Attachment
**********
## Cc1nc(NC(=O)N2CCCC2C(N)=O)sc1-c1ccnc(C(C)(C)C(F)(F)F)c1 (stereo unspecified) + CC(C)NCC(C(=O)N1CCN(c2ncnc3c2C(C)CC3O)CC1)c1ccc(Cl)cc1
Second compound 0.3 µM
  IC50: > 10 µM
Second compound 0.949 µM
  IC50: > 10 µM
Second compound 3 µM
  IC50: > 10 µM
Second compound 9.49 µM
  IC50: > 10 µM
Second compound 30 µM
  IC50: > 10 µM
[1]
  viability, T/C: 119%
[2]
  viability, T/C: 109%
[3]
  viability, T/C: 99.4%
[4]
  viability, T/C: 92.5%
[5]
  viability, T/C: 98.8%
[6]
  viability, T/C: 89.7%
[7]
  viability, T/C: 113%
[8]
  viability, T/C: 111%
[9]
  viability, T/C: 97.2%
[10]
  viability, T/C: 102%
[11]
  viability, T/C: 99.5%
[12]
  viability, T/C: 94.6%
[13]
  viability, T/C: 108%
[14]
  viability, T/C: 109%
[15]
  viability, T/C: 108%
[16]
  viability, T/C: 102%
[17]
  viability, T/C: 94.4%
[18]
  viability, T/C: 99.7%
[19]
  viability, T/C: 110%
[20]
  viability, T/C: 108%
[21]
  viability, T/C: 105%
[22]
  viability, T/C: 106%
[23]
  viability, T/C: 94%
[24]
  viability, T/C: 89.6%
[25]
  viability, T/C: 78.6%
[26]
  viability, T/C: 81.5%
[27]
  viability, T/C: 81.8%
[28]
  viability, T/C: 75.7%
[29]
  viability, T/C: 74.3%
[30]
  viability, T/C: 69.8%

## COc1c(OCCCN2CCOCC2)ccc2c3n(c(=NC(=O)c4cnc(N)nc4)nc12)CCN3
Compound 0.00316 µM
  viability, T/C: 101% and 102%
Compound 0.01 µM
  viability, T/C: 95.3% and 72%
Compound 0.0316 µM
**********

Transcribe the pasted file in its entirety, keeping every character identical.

## Cc1nc(NC(=O)N2CCCC2C(N)=O)sc1-c1ccnc(C(C)(C)C(F)(F)F)c1 (stereo unspecified) + CC(C)NCC(C(=O)N1CCN(c2ncnc3c2C(C)CC3O)CC1)c1ccc(Cl)cc1
Second compound 0.3 µM
  IC50: > 10 µM
Second compound 0.949 µM
  IC50: > 10 µM
Second compound 3 µM
  IC50: > 10 µM
Second compound 9.49 µM
  IC50: > 10 µM
Second compound 30 µM
  IC50: > 10 µM
[1]
  viability, T/C: 119%
[2]
  viability, T/C: 109%
[3]
  viability, T/C: 99.4%
[4]
  viability, T/C: 92.5%
[5]
  viability, T/C: 98.8%
[6]
  viability, T/C: 89.7%
[7]
  viability, T/C: 113%
[8]
  viability, T/C: 111%
[9]
  viability, T/C: 97.2%
[10]
  viability, T/C: 102%
[11]
  viability, T/C: 99.5%
[12]
  viability, T/C: 94.6%
[13]
  viability, T/C: 108%
[14]
  viability, T/C: 109%
[15]
  viability, T/C: 108%
[16]
  viability, T/C: 102%
[17]
  viability, T/C: 94.4%
[18]
  viability, T/C: 99.7%
[19]
  viability, T/C: 110%
[20]
  viability, T/C: 108%
[21]
  viability, T/C: 105%
[22]
  viability, T/C: 106%
[23]
  viability, T/C: 94%
[24]
  viability, T/C: 89.6%
[25]
  viability, T/C: 78.6%
[26]
  viability, T/C: 81.5%
[27]
  viability, T/C: 81.8%
[28]
  viability, T/C: 75.7%
[29]
  viability, T/C: 74.3%
[30]
  viability, T/C: 69.8%

## COc1c(OCCCN2CCOCC2)ccc2c3n(c(=NC(=O)c4cnc(N)nc4)nc12)CCN3
Compound 0.00316 µM
  viability, T/C: 101% and 102%
Compound 0.01 µM
  viability, T/C: 95.3% and 72%
Compound 0.0316 µM